In researching the TWA 841 roll-over incident, all evidence thus far points to a problem with the rudder. Investigators, however, were following a red herring involving the #7 slat. After all, it was a glaring clue staring them right in the face — a large gaping hole on the right side of the aircraft where the #7 slat used to be. In the video below from the National Geographic channel and the series Mayday, the crashes of United Airlines Flight 585 in Colorado Springs and USAir Flight 427 in Pittsburgh are examined. Also covered is the near roll-over of Eastwind Flight 517. These three incidents all involve rudder hardovers.
Did a rudder hardover cause the TWA 841 upset? I haven’t been able to answer that at this point in my research, and I may never be able to say conclusively that it was a rudder hardover or rudder reversal, but all the clues I’m following are pointing at the rudder. Feel free to add your opinions. I’m open to all input.
Sorry, the video was pulled off of YouTube for copyright infringement. You can find the video on YouTube, but it is poor quality.
I’m just an interested layman with an engineering background, but I would personally be very wary about drawing comparisons between the 737 hardover issue and this case. For one, the 737 uses a very different setup for the rudder PCU to that of the 727, and also because the 737 reversal/hardovers required a thermal shock component – heated hydraulic fluid entering a PCU valve considerably below freezing. This would be expected on approach – not in cruise as TWA841 was.
You are correct when you say that there is no comparison between the 737 rudder system and the 727 rudder system. What happened in the three rudder hardover cases mentioned in this post did not happen to TWA 841. The comparison being made is the end result of a rudder hardover and not the cause.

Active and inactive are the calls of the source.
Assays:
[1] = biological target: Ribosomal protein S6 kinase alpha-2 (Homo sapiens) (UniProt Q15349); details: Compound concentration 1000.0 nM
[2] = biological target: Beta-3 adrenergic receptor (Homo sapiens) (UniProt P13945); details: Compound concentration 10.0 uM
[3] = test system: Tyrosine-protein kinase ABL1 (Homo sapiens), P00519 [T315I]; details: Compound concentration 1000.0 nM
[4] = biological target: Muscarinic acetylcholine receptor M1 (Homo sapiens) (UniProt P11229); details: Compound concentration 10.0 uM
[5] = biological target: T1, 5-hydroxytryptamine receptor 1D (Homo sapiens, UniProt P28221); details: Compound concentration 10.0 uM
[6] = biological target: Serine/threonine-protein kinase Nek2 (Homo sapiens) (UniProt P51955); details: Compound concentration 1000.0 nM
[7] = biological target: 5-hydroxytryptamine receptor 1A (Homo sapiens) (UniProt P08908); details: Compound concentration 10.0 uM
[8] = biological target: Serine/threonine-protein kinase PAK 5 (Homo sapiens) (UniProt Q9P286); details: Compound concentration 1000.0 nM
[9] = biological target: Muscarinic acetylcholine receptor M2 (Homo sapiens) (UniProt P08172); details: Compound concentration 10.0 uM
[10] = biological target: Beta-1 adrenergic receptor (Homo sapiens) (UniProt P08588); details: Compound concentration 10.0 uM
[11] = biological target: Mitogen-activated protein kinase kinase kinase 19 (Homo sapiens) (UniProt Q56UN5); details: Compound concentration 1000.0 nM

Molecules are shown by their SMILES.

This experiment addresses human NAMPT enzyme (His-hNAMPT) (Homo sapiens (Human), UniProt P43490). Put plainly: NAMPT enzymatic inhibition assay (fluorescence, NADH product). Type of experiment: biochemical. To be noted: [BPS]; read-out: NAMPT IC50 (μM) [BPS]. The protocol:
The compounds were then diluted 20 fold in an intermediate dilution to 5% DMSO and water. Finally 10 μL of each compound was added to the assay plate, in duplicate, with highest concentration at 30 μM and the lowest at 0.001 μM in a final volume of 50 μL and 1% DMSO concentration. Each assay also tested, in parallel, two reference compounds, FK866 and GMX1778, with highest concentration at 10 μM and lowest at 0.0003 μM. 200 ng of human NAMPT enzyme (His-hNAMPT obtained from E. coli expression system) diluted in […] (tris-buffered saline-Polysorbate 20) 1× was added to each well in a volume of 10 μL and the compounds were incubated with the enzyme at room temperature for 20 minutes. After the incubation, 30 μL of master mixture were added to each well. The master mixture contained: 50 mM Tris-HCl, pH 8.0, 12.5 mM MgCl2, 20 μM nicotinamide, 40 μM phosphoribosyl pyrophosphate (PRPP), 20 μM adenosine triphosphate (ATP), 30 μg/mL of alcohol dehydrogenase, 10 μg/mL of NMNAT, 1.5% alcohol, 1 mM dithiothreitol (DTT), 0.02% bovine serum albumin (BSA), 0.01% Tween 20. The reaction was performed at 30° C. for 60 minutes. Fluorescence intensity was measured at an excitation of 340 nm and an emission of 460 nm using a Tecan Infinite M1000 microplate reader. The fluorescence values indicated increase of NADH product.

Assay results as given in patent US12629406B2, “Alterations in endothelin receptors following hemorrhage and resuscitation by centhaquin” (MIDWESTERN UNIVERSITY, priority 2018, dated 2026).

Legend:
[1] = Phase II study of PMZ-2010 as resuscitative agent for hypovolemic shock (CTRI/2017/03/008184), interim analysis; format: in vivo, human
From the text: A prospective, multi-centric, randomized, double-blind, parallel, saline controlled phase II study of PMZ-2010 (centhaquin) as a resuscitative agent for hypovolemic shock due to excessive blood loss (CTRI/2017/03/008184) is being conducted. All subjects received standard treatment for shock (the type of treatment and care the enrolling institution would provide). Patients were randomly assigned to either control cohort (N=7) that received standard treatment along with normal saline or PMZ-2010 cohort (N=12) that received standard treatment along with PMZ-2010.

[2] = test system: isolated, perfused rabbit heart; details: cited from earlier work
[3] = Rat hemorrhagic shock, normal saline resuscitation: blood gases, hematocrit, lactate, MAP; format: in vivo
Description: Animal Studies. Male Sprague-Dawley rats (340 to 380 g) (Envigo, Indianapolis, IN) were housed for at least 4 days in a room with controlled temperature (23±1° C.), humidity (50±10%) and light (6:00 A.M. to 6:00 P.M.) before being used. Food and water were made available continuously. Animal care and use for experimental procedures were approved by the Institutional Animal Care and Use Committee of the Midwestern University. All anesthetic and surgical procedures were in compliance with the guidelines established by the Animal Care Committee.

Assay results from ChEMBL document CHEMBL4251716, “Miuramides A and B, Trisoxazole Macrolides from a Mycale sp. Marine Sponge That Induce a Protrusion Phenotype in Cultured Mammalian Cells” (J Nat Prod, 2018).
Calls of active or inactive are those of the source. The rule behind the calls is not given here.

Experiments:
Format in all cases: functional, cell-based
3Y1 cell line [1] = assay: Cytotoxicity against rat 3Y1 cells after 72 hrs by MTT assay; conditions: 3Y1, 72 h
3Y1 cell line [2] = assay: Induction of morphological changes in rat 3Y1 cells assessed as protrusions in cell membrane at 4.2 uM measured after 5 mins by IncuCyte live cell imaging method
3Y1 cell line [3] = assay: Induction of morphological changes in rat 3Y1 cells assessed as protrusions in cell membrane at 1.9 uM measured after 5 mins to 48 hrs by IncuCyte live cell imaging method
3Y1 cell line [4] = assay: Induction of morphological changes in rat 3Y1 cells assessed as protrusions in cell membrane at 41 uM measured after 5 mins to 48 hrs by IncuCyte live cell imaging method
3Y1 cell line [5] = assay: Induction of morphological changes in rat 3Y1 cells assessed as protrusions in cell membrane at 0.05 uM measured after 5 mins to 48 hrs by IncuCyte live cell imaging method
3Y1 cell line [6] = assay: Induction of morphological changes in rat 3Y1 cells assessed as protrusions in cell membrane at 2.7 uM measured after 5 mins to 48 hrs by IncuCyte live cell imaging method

In the case of TWA 841, the rudder hardover was most likely caused by a yaw damper failure. See the posts “So what really happened” and “Overlooked clues.”
An excerpt from a comment by DW … September 20, 2013
“…. an engineering background … be very wary about drawing comparisons between the 737 hardover issue and this [TWA841] case….”
DW re’ that comment — keep in mind that the B737 upsets (COS and PIT) happened much later, even AFTER that Oct’90 “alpa” Petition suggesting that the Board consider “discrepant rudder” as an upset P.C. That 1984 Yorke- hypothesis was developed from mishap lessons of decades earlier, eg, AA Flight One, &ct.
During the investigator-confusion immediately following the mysterious B737 upset at KCOS/3Mar91, the early Mountain-Rotor scenario was popular, and had gone
mostly unchallenged, until alpa-UA investigators related the history of
Discrepant Rudder upsets aboard Boeing aircraft. Harold Marthinsen had distributed that Oct’90 “alpa” Petition to alpa pilot-investigators, who later worked that COS-upset investigation. It was those UA-alpa pilot-investigators who first educated the NTSB’s IIC [for the COS investigation] about historic discrepant-rudder upsets.
I have just finished viewing the CBS Classic documentary regarding Flight 841. A real nail-biter. My wife is Sasha Reynolds-Neu, who is reading your screenplay Scapegoat. We wish you immense success. Stories such as this need to be told.